Also, industrial and beverage ethanol exports from the United States have been active.  Not a huge amount, but a consistent number of inquiries and shipments have been seen during the last several months, which is adding activity to anhydrous gallons.  Also, a fair amount of material has been going to the EU, and this may be reduced in the near future. Some these gallons had aggressively attacked the some of the industrial ethanol market.  Also, export demand to India is picking up, as a mandated ethanol program is drawing some high purity material into the fuel ethanol market.  These are not huge developments, but it is something we will watch over the summer. Also, product substitution, ethanol for IPA, is starting to occur, as the long run of high propylene and propylene derivative pricing continues.  As a result of these, and other market influences, the market could see some push from lower end, and some pull at the upper end as we move into summer.  Overall, the market will remain relatively in balance, as long as there is not significant interruptions or outages.  Increased exports could put pressure on supplies, especially anhydrous, as the year develops.  IPA substitution could be a factor.  The important thing to remember is that currently, the industrial ethanol market is controlled by the fundamentals in the industrial market, and any influence from the fuel ethanol market is more emotional, without fundamental support. 

03.15.05 - Industrial ethanol markets remain quite stable, and are not being directly influenced by the weak, over supplied fuel ethanol market.  The new fuel ethanol plants coming on stream, are 100% fuel ethanol, without capacity to upgrade to industrial market quality.

03.05.05 - Anhydrous supply remains tight.  Export  interest from the United States to Europe, seems to be picking up, especially for high quality material.

02.10.05 - Brazilian ethanol pushing into the United States ethanol market, drawn by high prices and tight supply/demand balances.  For a full review, please subcribe to the EthanolMarket.com, Weekly News and Market Report

01.27.05 - Procter & Gamble has signed an agreement to acquire 100% of The Gillette Company .  Gillette, headquartered in Boston, MA, was founded in 1901.
The leading brands for Gillette include Gillette razors and blades, Duracell Copper Top batteries, Oral-B toothbrushes, Braun shavers.  P & G will issue 0.975 shares of its common stock for each share of Gillette commons stock.  The transaction is valued at $57 billion (USD). P & G will acquire all of Gillette's business, including manufacturing, technical and research facilities.  Also, P & G will buy back $18 to $22 million of P & G's commons stock during the next 12 to 18 months. P & G expects to get revenue and cost synergies of $14 to $16 billion (USD), and they anticipate a reduction of 6,000 employees.  P & G is headquarted in Cincinnati, OH.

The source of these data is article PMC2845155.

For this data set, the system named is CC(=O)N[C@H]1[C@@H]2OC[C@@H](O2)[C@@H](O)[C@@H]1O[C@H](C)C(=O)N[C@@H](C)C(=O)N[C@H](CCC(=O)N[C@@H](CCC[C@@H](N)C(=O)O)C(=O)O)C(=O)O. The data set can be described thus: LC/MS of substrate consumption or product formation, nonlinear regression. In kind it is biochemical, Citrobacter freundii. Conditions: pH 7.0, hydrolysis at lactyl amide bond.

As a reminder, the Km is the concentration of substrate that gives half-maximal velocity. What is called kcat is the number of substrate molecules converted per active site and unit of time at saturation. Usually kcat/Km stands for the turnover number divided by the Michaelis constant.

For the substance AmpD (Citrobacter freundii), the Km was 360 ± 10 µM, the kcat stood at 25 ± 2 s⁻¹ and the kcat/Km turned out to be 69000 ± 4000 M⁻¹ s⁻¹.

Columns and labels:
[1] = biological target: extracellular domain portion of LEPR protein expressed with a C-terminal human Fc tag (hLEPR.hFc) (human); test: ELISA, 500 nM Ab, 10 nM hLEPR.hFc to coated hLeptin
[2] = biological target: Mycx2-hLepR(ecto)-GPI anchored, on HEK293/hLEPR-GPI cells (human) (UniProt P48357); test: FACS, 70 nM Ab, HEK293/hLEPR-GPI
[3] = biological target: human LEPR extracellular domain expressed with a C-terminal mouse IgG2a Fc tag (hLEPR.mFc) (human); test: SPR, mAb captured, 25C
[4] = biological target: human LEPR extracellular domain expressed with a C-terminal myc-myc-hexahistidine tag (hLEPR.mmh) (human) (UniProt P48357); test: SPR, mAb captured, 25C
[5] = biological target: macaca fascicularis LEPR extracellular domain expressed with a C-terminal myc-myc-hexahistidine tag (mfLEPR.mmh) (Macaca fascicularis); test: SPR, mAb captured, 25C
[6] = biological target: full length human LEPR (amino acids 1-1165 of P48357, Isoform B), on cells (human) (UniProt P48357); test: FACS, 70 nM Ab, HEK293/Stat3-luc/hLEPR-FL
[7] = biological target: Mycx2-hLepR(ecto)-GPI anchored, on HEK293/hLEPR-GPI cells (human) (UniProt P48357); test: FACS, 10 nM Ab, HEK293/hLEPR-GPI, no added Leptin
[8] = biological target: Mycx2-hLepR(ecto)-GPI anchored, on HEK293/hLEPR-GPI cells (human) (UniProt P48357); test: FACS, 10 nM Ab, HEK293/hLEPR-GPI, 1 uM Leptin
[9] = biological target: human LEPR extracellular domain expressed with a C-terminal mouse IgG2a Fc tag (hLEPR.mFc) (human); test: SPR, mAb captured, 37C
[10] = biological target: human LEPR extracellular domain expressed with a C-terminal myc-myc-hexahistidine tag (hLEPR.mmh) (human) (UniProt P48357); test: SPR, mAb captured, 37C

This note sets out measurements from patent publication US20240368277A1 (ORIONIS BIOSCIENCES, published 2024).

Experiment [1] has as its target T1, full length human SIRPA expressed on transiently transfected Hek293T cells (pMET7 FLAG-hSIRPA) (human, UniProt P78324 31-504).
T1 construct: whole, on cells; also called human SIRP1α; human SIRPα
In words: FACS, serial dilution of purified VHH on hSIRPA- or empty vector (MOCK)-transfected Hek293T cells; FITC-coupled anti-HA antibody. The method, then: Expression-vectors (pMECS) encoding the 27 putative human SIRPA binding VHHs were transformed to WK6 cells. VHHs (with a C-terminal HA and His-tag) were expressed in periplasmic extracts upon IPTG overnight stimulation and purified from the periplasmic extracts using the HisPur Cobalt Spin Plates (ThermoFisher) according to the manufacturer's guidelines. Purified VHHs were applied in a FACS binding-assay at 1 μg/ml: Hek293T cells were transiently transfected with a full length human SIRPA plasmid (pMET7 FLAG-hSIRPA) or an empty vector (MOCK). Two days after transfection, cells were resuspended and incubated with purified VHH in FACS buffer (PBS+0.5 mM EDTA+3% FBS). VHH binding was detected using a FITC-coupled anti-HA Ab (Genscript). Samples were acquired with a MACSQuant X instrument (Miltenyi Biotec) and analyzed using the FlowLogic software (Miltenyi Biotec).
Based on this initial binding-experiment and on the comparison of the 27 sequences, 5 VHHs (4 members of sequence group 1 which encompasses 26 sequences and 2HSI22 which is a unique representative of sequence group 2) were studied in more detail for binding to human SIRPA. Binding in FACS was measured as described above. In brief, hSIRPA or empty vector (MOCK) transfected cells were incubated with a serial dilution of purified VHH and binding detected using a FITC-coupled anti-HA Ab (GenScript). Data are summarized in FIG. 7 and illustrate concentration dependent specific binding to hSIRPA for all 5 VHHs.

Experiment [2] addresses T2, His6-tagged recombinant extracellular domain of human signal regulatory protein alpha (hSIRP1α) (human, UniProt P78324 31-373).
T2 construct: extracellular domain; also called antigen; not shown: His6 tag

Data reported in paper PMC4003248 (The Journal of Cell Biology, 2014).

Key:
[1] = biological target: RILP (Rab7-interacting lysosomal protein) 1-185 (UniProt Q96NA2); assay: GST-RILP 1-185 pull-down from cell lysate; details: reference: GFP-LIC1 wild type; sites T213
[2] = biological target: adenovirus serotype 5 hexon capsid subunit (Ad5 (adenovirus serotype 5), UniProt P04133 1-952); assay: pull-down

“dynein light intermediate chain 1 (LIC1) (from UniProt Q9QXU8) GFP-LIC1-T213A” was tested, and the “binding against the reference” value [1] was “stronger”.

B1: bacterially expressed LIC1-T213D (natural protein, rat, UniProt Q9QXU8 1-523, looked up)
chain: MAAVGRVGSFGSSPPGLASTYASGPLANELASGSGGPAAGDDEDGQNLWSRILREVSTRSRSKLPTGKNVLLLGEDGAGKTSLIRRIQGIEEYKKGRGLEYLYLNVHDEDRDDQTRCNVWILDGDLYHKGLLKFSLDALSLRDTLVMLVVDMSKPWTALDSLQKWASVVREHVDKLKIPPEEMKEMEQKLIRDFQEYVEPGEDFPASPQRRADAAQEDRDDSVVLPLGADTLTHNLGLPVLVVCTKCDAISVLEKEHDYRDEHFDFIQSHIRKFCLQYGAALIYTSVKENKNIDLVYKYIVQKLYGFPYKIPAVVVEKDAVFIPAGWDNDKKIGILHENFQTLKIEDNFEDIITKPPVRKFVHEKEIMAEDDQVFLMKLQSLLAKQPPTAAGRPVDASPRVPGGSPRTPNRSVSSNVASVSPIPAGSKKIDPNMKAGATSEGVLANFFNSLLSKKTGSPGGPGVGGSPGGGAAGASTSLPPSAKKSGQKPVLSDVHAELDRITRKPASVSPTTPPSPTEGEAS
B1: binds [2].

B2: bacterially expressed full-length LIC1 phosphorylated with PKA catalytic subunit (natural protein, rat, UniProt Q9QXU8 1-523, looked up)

P & G is major consumer of industrial ethanol.  Although to a much lesser degree, Gillette also uses industrial ethanol.  For more information regarding  th
e  industrial ethanol marketplace, please contact info@ethanolmarket.com        

01.06.05 - "BP Chemicals, Ltd., through a newly established affiliate, has agreed to an exclusive multi-year arrangement with Commercial Alcohols Pharmco subsidary, to be their exclusive agent in the United States for BP's synthetic ethanol. Pharmco will balance the supply and demand accordingly and only commit a certain percentage of the material available to those who want or need synthetic alcohol. Pharmco's unique position in the Northeast USA market and the facility at the Kinder Morgan terminal will be used to accomplish this stated goal and objective", stated Gary McInerney, VP with Commercial Alcohols.   BP owns and operates a DSP at the Kinder Morgan terminal, and produces synthetic ethanol in Grangemouth, Scotland.  BP recently spun of their Olefins and Derivatives business, which include the ethanol business.  The new company will be 75% owned by BP, and they will probably IPO the remaining 25%. 

12.10.04 - Several industrial ethanol market producers have announced ethanol price increases ranging from $.15 to $.25 per gallon effective January 1, 2005.  The market still remains is short supply.  High prices and short supply will support the ethanol market fundamentals supporting non-traditional ethanol imports, mainly Brazil.  Current industrial ethanol market prices are exceeding the EthanolMarket.com Price Watch analysis, confirming tightness in the ethanol marketplace.  For a full industrial market analysis, please subscribe to the EthanolMarket.com, Weekly News and Market Report.